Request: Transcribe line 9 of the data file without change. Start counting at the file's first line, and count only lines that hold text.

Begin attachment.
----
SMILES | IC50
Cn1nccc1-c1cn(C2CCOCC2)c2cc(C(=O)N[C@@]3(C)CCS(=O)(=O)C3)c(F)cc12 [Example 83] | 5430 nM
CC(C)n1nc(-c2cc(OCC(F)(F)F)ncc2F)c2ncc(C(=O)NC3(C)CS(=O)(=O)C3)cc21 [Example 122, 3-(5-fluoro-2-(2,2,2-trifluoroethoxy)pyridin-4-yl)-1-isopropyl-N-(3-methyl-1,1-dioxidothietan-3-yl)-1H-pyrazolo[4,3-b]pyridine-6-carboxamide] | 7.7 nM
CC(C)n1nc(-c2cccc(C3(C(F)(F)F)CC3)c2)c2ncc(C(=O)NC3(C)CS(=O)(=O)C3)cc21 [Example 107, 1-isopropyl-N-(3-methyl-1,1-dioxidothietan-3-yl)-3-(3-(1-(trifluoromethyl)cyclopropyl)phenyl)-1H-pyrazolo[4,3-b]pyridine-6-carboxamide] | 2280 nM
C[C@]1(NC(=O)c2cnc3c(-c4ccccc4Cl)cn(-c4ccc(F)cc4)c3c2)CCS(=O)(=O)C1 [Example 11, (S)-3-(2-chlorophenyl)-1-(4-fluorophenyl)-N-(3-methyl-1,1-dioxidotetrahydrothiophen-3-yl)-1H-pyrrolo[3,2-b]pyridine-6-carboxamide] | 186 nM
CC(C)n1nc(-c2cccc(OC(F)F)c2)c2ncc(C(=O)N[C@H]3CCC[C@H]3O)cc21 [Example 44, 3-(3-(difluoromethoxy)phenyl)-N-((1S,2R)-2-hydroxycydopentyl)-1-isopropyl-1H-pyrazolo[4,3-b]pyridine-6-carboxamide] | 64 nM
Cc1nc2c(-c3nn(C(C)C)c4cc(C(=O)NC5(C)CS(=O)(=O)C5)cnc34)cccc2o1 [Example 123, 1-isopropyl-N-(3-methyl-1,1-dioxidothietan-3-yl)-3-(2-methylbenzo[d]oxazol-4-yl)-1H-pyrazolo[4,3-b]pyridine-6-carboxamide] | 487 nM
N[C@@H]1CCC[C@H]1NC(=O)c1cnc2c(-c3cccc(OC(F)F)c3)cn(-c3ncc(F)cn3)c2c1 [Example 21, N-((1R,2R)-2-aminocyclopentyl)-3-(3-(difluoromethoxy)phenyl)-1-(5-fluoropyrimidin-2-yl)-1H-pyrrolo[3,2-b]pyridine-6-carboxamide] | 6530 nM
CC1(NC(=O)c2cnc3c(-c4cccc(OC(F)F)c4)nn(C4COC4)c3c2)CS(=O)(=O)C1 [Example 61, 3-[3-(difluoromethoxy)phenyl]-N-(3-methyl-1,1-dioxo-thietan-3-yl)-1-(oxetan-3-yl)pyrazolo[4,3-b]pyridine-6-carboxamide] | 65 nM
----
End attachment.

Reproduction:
CC1(NC(=O)c2cnc3c(-c4cccc(OC(F)F)c4)nn(C4COC4)c3c2)CS(=O)(=O)C1 [Example 61, 3-[3-(difluoromethoxy)phenyl]-N-(3-methyl-1,1-dioxo-thietan-3-yl)-1-(oxetan-3-yl)pyrazolo[4,3-b]pyridine-6-carboxamide] | 65 nM